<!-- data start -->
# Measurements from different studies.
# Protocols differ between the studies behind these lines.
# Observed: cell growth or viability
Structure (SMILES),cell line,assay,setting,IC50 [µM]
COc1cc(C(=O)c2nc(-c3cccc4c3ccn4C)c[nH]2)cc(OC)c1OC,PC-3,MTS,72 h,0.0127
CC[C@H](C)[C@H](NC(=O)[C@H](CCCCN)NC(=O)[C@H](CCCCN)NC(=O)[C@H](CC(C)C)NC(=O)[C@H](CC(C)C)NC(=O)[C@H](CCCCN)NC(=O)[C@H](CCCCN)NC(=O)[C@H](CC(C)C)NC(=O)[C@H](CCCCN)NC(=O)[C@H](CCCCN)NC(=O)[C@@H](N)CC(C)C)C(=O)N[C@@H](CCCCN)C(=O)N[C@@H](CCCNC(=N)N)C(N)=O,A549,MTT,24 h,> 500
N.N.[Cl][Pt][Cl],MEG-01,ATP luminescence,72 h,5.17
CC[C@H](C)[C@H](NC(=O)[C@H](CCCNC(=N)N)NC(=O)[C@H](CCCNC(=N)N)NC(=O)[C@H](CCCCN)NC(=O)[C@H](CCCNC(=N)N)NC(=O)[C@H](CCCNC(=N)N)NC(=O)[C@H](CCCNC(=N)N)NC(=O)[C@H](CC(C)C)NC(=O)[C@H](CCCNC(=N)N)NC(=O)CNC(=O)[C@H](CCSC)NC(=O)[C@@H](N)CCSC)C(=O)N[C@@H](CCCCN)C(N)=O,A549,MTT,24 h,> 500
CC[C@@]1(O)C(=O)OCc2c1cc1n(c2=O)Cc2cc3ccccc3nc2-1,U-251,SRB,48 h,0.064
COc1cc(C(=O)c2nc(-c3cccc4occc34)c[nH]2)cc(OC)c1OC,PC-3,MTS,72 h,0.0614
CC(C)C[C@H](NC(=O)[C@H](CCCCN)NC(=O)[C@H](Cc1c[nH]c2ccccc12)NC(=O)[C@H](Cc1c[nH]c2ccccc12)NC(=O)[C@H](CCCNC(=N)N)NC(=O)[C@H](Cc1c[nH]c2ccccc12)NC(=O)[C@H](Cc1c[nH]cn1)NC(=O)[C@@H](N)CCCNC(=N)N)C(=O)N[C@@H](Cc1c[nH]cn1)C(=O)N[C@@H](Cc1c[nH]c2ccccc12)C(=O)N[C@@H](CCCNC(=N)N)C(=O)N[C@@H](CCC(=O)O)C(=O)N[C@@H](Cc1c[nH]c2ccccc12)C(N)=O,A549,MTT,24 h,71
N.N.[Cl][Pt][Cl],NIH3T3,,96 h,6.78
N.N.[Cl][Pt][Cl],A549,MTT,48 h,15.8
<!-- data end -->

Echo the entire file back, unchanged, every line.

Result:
# Measurements from different studies.
# Protocols differ between the studies behind these lines.
# Observed: cell growth or viability
Structure (SMILES),cell line,assay,setting,IC50 [µM]
COc1cc(C(=O)c2nc(-c3cccc4c3ccn4C)c[nH]2)cc(OC)c1OC,PC-3,MTS,72 h,0.0127
CC[C@H](C)[C@H](NC(=O)[C@H](CCCCN)NC(=O)[C@H](CCCCN)NC(=O)[C@H](CC(C)C)NC(=O)[C@H](CC(C)C)NC(=O)[C@H](CCCCN)NC(=O)[C@H](CCCCN)NC(=O)[C@H](CC(C)C)NC(=O)[C@H](CCCCN)NC(=O)[C@H](CCCCN)NC(=O)[C@@H](N)CC(C)C)C(=O)N[C@@H](CCCCN)C(=O)N[C@@H](CCCNC(=N)N)C(N)=O,A549,MTT,24 h,> 500
N.N.[Cl][Pt][Cl],MEG-01,ATP luminescence,72 h,5.17
CC[C@H](C)[C@H](NC(=O)[C@H](CCCNC(=N)N)NC(=O)[C@H](CCCNC(=N)N)NC(=O)[C@H](CCCCN)NC(=O)[C@H](CCCNC(=N)N)NC(=O)[C@H](CCCNC(=N)N)NC(=O)[C@H](CCCNC(=N)N)NC(=O)[C@H](CC(C)C)NC(=O)[C@H](CCCNC(=N)N)NC(=O)CNC(=O)[C@H](CCSC)NC(=O)[C@@H](N)CCSC)C(=O)N[C@@H](CCCCN)C(N)=O,A549,MTT,24 h,> 500
CC[C@@]1(O)C(=O)OCc2c1cc1n(c2=O)Cc2cc3ccccc3nc2-1,U-251,SRB,48 h,0.064
COc1cc(C(=O)c2nc(-c3cccc4occc34)c[nH]2)cc(OC)c1OC,PC-3,MTS,72 h,0.0614
CC(C)C[C@H](NC(=O)[C@H](CCCCN)NC(=O)[C@H](Cc1c[nH]c2ccccc12)NC(=O)[C@H](Cc1c[nH]c2ccccc12)NC(=O)[C@H](CCCNC(=N)N)NC(=O)[C@H](Cc1c[nH]c2ccccc12)NC(=O)[C@H](Cc1c[nH]cn1)NC(=O)[C@@H](N)CCCNC(=N)N)C(=O)N[C@@H](Cc1c[nH]cn1)C(=O)N[C@@H](Cc1c[nH]c2ccccc12)C(=O)N[C@@H](CCCNC(=N)N)C(=O)N[C@@H](CCC(=O)O)C(=O)N[C@@H](Cc1c[nH]c2ccccc12)C(N)=O,A549,MTT,24 h,71
N.N.[Cl][Pt][Cl],NIH3T3,,96 h,6.78
N.N.[Cl][Pt][Cl],A549,MTT,48 h,15.8